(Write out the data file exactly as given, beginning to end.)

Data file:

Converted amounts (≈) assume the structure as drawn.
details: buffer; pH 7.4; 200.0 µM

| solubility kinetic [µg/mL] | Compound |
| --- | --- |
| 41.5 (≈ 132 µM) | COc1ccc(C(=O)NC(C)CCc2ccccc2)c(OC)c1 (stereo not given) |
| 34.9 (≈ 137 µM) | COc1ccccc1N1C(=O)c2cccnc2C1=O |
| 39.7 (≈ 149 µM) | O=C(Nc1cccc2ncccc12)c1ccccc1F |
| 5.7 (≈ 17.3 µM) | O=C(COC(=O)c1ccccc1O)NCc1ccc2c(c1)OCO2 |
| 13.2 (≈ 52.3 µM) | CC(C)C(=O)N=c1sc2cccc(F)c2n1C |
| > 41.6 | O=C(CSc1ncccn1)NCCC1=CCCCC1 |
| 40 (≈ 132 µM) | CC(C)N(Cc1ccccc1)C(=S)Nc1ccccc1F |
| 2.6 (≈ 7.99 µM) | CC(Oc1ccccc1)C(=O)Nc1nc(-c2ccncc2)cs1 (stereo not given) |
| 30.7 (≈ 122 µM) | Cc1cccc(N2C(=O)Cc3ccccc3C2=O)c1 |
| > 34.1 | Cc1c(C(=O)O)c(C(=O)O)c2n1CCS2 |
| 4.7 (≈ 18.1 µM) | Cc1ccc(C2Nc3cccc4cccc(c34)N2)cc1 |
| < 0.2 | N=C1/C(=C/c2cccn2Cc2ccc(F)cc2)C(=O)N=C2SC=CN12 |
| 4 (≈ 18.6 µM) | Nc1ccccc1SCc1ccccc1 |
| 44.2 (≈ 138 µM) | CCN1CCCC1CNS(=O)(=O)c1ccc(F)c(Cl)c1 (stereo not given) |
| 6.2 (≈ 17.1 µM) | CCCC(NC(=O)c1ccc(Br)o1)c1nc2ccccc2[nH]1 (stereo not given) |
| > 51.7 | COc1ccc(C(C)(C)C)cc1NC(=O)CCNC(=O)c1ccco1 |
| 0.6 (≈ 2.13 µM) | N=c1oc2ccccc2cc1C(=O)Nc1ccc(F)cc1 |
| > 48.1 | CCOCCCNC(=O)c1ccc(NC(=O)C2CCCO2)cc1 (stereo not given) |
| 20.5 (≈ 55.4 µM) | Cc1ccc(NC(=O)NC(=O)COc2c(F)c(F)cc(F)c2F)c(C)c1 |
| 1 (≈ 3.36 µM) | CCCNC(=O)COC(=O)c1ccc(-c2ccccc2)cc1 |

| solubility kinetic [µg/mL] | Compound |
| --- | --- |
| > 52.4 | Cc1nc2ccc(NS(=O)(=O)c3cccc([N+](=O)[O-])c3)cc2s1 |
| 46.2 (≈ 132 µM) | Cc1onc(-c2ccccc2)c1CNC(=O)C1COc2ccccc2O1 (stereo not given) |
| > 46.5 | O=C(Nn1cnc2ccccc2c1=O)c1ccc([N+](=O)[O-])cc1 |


Converted amounts (≈) assume the structure as drawn.
details: buffer; pH 7.4; 200.0 µM

| solubility kinetic [µg/mL] | Compound |
| --- | --- |
| 41.5 (≈ 132 µM) | COc1ccc(C(=O)NC(C)CCc2ccccc2)c(OC)c1 (stereo not given) |
| 34.9 (≈ 137 µM) | COc1ccccc1N1C(=O)c2cccnc2C1=O |
| 39.7 (≈ 149 µM) | O=C(Nc1cccc2ncccc12)c1ccccc1F |
| 5.7 (≈ 17.3 µM) | O=C(COC(=O)c1ccccc1O)NCc1ccc2c(c1)OCO2 |
| 13.2 (≈ 52.3 µM) | CC(C)C(=O)N=c1sc2cccc(F)c2n1C |
| > 41.6 | O=C(CSc1ncccn1)NCCC1=CCCCC1 |
| 40 (≈ 132 µM) | CC(C)N(Cc1ccccc1)C(=S)Nc1ccccc1F |
| 2.6 (≈ 7.99 µM) | CC(Oc1ccccc1)C(=O)Nc1nc(-c2ccncc2)cs1 (stereo not given) |
| 30.7 (≈ 122 µM) | Cc1cccc(N2C(=O)Cc3ccccc3C2=O)c1 |
| > 34.1 | Cc1c(C(=O)O)c(C(=O)O)c2n1CCS2 |
| 4.7 (≈ 18.1 µM) | Cc1ccc(C2Nc3cccc4cccc(c34)N2)cc1 |
| < 0.2 | N=C1/C(=C/c2cccn2Cc2ccc(F)cc2)C(=O)N=C2SC=CN12 |
| 4 (≈ 18.6 µM) | Nc1ccccc1SCc1ccccc1 |
| 44.2 (≈ 138 µM) | CCN1CCCC1CNS(=O)(=O)c1ccc(F)c(Cl)c1 (stereo not given) |
| 6.2 (≈ 17.1 µM) | CCCC(NC(=O)c1ccc(Br)o1)c1nc2ccccc2[nH]1 (stereo not given) |
| > 51.7 | COc1ccc(C(C)(C)C)cc1NC(=O)CCNC(=O)c1ccco1 |
| 0.6 (≈ 2.13 µM) | N=c1oc2ccccc2cc1C(=O)Nc1ccc(F)cc1 |
| > 48.1 | CCOCCCNC(=O)c1ccc(NC(=O)C2CCCO2)cc1 (stereo not given) |
| 20.5 (≈ 55.4 µM) | Cc1ccc(NC(=O)NC(=O)COc2c(F)c(F)cc(F)c2F)c(C)c1 |
| 1 (≈ 3.36 µM) | CCCNC(=O)COC(=O)c1ccc(-c2ccccc2)cc1 |

| solubility kinetic [µg/mL] | Compound |
| --- | --- |
| > 52.4 | Cc1nc2ccc(NS(=O)(=O)c3cccc([N+](=O)[O-])c3)cc2s1 |
| 46.2 (≈ 132 µM) | Cc1onc(-c2ccccc2)c1CNC(=O)C1COc2ccccc2O1 (stereo not given) |
| > 46.5 | O=C(Nn1cnc2ccccc2c1=O)c1ccc([N+](=O)[O-])cc1 |